CREATE A TRADITION AS YOU CHOOSE THE FAMILY CHRISTMAS TREE, NOVEMBER 2010.

You’ll know it when you see it! Choose your “just right” tree from among our large selection of North Carolina Fraser Firs.

Why Fraser? Fraser Firs are simply the best trees for a Florida Christmas. These trees are grown sustainably and are selected for GREAT performance,  even when subjected to our above-freezing temperatures, holding their needles well past Santa Clause! Of course, we handle them as only a nursery will: keeping them well-watered and protected from the elements. Allow us to put a fresh cut on your tree, then take it home to soak in a bucket of water over night. This technique will ensure that your tree gets re-hydrated before going into its stand.

Are you wondering what’s with the names? The name is part of the tradition.

In our family, there are five of us who have to agree on the tree. It has to fit just right in its time-honored location, has to have sturdy branches to hold the ceramic ornaments the kids made, meet Dad’s requirements of not-too-dry & not-too-expensive–PLUS satisfy 3 different pairs of child’s eyes (you know, the kind of eyes that still see the magic). There would always be a disagreement about which tree met all the requirements. But the names would somehow help us recognize just WHO was the tree for us. It always seemed that if we could narrow it down to 2 or 3, one would have a name that brought to mind a special place, time or person. There is something else I have observed. Because our tree has a name, we seem to care more about it! It gets complimented (as we adjust ornaments & tinsel), bid goodnight (as we unplug the lights), cared about (as we water) and memorialized (as it is dragged to the back yard to serve as cover for wintering birds). All on a first name basis! As a result we all enjoy the tradition so much more. And we enjoy sending these individual treasures home with your family. I am always fascinated by how even the youngest child will recall the name of the tree they had last year!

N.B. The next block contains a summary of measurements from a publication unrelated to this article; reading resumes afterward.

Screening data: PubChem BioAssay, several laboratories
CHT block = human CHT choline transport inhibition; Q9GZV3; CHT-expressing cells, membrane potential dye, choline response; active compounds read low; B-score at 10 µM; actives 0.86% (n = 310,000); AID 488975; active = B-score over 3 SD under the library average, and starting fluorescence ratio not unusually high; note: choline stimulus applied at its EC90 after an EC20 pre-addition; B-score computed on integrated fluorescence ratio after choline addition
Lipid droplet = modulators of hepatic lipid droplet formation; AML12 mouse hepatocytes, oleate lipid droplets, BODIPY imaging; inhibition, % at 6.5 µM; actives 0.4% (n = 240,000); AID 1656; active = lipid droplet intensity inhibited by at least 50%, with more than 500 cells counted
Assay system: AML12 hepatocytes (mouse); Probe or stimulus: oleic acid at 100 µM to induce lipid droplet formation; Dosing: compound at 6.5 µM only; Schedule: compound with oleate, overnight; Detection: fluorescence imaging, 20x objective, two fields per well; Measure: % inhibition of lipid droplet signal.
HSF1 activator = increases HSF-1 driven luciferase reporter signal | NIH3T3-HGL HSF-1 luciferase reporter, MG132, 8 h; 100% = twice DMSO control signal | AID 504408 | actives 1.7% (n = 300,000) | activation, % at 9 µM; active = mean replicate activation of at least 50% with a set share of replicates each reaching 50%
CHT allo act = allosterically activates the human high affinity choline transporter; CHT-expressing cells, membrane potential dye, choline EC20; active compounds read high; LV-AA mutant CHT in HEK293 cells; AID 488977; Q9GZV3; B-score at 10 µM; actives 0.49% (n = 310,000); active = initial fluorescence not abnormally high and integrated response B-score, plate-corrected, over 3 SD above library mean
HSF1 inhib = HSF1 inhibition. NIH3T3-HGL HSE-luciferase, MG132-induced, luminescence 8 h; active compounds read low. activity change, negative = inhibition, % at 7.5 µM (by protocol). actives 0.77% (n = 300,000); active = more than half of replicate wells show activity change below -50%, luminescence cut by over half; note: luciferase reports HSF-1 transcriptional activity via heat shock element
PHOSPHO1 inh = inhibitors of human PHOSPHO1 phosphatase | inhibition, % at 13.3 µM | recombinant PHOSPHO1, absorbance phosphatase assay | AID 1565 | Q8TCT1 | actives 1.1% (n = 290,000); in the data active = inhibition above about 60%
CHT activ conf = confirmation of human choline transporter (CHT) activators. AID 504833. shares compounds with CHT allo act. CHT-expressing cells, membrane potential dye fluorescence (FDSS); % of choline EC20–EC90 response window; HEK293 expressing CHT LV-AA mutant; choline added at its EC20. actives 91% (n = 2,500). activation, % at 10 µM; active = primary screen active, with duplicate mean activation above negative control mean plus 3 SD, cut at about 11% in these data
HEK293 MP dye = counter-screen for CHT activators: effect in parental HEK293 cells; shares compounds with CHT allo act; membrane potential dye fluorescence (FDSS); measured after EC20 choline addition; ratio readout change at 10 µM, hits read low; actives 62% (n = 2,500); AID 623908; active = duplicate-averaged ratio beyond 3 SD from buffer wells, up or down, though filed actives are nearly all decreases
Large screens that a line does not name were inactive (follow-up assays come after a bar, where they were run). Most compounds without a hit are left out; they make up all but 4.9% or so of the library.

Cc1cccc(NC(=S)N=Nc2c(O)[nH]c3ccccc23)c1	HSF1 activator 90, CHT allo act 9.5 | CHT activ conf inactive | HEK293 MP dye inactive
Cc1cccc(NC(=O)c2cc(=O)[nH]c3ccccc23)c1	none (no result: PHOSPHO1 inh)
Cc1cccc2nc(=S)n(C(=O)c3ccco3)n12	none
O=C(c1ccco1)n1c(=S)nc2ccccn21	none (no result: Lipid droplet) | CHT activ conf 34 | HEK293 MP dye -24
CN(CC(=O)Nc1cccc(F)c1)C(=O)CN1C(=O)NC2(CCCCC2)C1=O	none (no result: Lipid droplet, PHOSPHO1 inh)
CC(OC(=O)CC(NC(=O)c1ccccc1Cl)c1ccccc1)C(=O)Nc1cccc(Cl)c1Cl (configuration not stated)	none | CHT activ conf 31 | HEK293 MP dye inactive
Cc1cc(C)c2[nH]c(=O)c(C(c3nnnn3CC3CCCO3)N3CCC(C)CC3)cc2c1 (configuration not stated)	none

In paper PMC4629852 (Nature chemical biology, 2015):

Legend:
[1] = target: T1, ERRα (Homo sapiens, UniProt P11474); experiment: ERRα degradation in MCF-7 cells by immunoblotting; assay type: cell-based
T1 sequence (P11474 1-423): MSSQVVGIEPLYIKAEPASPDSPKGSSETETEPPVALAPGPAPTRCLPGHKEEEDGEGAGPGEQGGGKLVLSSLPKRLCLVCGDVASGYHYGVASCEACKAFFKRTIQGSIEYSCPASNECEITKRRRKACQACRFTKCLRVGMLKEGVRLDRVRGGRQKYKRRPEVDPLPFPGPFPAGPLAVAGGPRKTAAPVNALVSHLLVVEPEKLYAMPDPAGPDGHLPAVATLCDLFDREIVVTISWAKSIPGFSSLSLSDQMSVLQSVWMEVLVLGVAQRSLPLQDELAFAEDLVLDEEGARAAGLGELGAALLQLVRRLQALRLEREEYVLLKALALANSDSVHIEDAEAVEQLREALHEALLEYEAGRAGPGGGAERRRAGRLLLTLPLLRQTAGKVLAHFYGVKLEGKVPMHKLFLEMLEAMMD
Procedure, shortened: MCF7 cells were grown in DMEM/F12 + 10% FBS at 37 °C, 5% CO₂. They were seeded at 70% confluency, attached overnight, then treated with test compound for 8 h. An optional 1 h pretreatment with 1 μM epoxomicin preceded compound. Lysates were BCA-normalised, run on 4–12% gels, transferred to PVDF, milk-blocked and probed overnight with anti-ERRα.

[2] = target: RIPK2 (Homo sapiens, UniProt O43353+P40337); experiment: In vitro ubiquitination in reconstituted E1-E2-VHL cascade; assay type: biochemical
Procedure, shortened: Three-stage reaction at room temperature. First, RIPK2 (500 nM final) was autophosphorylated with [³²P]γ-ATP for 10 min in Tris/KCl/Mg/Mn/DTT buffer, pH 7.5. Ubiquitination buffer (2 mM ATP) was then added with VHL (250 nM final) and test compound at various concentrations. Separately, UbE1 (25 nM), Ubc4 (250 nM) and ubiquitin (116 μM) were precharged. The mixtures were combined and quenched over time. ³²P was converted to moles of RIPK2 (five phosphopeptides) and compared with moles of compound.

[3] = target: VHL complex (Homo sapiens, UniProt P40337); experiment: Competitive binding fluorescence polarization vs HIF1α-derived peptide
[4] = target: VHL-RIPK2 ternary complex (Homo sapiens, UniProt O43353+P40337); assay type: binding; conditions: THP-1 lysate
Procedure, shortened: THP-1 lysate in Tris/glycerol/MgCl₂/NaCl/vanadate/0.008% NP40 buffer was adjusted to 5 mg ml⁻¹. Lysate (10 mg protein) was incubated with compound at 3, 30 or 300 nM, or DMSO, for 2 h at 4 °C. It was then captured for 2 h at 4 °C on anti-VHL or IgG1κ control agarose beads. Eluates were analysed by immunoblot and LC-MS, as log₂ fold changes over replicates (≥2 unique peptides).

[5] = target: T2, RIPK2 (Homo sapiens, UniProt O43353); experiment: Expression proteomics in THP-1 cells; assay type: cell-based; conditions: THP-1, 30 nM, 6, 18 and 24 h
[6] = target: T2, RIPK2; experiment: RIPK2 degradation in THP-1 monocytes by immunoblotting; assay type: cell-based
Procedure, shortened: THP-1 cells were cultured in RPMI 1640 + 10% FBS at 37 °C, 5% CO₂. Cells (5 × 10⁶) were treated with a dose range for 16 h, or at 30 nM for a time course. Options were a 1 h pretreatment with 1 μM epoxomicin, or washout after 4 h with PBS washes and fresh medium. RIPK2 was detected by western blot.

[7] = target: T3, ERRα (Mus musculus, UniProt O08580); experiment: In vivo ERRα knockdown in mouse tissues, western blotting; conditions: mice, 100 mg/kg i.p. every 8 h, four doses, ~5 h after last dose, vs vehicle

Does it make sense to cut a Xmas Tree? How sustainable is that?

Real trees help the environment from the time they are planted until after the holiday season when they can be recycled.

While they are growing, Christmas trees support life by absorbing carbon dioxide and other gases while giving off fresh oxygen. Every acre of Christmas trees planted gives off enough oxygen to meet the needs of 18 people. Today in America there are enough Christmas trees planted that 18 million people a day are supplied with oxygen. Also, the farms that grow Christmas trees stabilize soil, protect water supplies, and provide a refuge for wildlife while creating a nice scenic view. Often, Christmas trees are grown on soil that will not support any other crops. And when one Christmas tree is cut down, one or two are replanted in its place.

Artificial trees are made from oil-based products that use up our natural resources. They are also not recyclable and will remain in land-fills for centuries after disposal. Real Christmas trees, on the other hand, are recyclable. The branches and trunk are biodegradable and can be made into mulch for the garden. A Christmas tree placed in the back yard will make a nice bird feeder and the birds can also use the trees branches for shelter during the winter winds. Large quantities of trees make effective barriers on beaches to prevent soil erosion. Sunk into ponds, the trees will also make an excellent refuge and feeding area for fish.